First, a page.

This includes the road edge and barrier detection with steer assist. A feature that detects if the car is about to drive off the road and autonomously applies steering torque to bring the vehicle back on track. Being able to monitor where the physical road ends is a world first. This means that the technology also works on roads without side markings. This requires access to the CAN-based in-vehicle networks (IVN). Another feature is the adaptive cruise control with steer assist. This technique helps the driver stay in the lane and follow the rhythm of the traffic. The car follows automatically the vehicle ahead. The CAN-based IVNs transport steering commands from the ECU collecting and processing the radar sensor values to the steering ECU.
Road edge and barrier detection with steer assist
Studies showed that many accidents happen in uncritical traffic situations and good weather conditions due to driver distraction, drowsiness or illness. Approximately 25 per cent of all accidents in Volvo Cars’ statistical accident database are accidents with an initial road departure. Two out of three of these occur on roads with speed limits of 70 km/h or more. In Sweden, road departures cause 53 per cent of all traffic fatalities and 42 per cent of all severe injuries. Half of all traffic fatalities in the United State are road departure accidents (source: NHTSA).
Road edge and barrier detection with steer assist helps the driver avoid accidental road departures. The technology detects if the car is about to drive off the road and autonomously applies steering torque to bring the vehicle back on track. “The autonomous steering intervention is designed to help the driver avoid road departures, which often have very severe consequences. More than half of all traffic fatalities in Sweden are caused by single vehicle accidents,” said Thomas Broberg. A forward-looking camera and radar cooperate to monitor the road edge and different kinds of road barriers. The technology acts immediately if the driver shows signs of unintentionally drifting too close to the road edge. “Being able to monitor where the physical road ends is a world first. This means that the technology also works on roads without side markings,” says Thomas Broberg.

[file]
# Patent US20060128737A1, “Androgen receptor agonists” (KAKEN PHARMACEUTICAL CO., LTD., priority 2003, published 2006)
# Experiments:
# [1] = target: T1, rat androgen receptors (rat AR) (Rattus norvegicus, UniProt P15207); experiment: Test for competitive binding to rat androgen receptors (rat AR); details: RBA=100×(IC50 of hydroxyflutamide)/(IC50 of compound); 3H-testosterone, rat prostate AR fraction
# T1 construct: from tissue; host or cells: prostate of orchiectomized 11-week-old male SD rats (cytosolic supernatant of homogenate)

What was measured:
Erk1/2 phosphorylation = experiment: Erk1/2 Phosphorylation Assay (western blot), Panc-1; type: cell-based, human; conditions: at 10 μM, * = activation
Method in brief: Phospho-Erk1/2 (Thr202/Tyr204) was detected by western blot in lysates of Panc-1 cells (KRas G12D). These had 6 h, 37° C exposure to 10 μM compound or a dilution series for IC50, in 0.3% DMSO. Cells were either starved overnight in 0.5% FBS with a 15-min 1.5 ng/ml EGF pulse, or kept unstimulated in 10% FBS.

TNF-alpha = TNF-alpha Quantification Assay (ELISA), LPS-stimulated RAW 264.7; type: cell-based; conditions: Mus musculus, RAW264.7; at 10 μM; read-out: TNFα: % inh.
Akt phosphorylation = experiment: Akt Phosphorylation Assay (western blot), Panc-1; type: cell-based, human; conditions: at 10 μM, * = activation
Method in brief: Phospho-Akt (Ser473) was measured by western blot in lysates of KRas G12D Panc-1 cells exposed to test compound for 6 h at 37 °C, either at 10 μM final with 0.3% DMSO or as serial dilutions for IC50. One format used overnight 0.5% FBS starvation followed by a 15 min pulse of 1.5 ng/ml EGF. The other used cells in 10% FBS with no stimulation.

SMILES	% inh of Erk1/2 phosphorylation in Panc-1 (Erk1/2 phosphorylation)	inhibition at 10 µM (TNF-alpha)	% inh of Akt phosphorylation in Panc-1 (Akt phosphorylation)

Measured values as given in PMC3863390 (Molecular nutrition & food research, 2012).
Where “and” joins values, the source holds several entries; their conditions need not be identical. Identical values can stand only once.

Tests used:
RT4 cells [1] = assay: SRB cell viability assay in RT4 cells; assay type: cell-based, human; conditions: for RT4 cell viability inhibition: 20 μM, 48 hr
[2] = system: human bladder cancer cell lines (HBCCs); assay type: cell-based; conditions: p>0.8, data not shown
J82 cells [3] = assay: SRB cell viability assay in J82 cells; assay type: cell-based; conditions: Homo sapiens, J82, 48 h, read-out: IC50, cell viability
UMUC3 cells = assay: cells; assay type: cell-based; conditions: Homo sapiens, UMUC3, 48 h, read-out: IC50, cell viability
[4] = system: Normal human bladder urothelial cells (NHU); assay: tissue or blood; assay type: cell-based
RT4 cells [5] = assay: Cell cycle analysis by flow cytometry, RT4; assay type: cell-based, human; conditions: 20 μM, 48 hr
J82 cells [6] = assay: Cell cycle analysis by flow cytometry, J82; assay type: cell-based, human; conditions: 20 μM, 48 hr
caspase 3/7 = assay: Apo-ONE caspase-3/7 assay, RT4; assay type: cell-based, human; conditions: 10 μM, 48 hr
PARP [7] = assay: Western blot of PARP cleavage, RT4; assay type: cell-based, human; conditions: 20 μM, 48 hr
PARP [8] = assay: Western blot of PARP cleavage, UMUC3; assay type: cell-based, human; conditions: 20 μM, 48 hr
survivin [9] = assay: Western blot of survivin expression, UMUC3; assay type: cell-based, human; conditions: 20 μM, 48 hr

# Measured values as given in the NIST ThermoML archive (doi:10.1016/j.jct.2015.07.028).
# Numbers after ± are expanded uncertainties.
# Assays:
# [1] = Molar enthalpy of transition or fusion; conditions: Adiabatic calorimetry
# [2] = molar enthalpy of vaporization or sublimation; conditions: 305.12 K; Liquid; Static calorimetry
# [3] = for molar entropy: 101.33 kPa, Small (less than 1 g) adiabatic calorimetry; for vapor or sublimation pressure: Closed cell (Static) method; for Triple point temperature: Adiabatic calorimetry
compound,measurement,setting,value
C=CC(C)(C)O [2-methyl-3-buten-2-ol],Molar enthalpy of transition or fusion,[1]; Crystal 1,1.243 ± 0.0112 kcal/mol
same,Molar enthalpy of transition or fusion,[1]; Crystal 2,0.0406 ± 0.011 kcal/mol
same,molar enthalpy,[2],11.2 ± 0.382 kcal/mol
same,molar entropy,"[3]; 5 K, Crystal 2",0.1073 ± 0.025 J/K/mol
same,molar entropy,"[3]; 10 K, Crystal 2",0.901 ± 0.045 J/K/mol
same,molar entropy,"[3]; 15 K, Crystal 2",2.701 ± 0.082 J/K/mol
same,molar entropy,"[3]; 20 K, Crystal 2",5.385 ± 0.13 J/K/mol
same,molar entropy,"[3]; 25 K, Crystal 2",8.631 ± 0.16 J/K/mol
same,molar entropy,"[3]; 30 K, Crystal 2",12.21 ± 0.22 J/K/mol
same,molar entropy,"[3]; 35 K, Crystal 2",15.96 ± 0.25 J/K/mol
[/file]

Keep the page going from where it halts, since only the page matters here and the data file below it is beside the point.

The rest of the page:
Adaptive cruise control (ACC) with steer assist
A car with ACC and collision warning cuts the risk of colliding with the vehicle in front on a motorway by up to 42 per cent (source: Euro-FOT study 2012). Slow-moving traffic is part of urban commuting. The average American spends more than 100 hours a year commuting to work, according to the US Census Bureau's American Community Survey. That is more than the average two weeks of vacation time (80 hours) that many Americans have per year.
ACC with steer assist helps the driver stay in the lane and follow the rhythm of the traffic. “Distraction and inattentiveness are the most common cause of accidents in modern traffic. This technology makes driving safer and more relaxed in monotonous stop-and-go traffic,” explained Thomas Broberg. ACC with steer assist is an evolution of the current ACC and lane keeping aid techniques. The ACC enables safe, comfortable driving by automatically maintaining a set gap to the vehicle ahead, at the same time as the steering is controlled automatically.
The driver activates the ACC with steer assist by pushing a button. Using data from a camera and radar sensors, the car can follow the vehicle in front. The engine, brakes and steering respond automatically. “Making the car automatically follow the vehicle ahead in the same lane is the first step towards cars driving autonomously. However, the driver can always override the system and take back control of the car at any time,” said Thomas Broberg.
Pedestrian detection in darkness
The XC90 model 2014 will also provide pedestrian detection in the night. The electronic will detect and brake autonomously, when pedestrians or cyclists are in danger. According to Strada (Swedish Traffic Accident Data Acquisition), 44 percent of all the pedestrian fatalities occurre in darkness, at dusk or dawn. In the United States, the traffic fatality rate is three to four times higher in darkness (source: VTI). Volvo Cars was the first in the industry with detection and auto brake technologies, from the first-generation brake support in 2006 to Pedestrian Detection with full auto brake in 2010 and the latest technology Pedestrian and Cyclist Detection in 2013. “The camera technology in today's cars works at dusk and dawn, but it is limited when driving at night. Now, we cover the whole span from dusk to dawn by a smarter and faster high-sensitive camera combined with advanced exposure control,” said Thomas Broberg.
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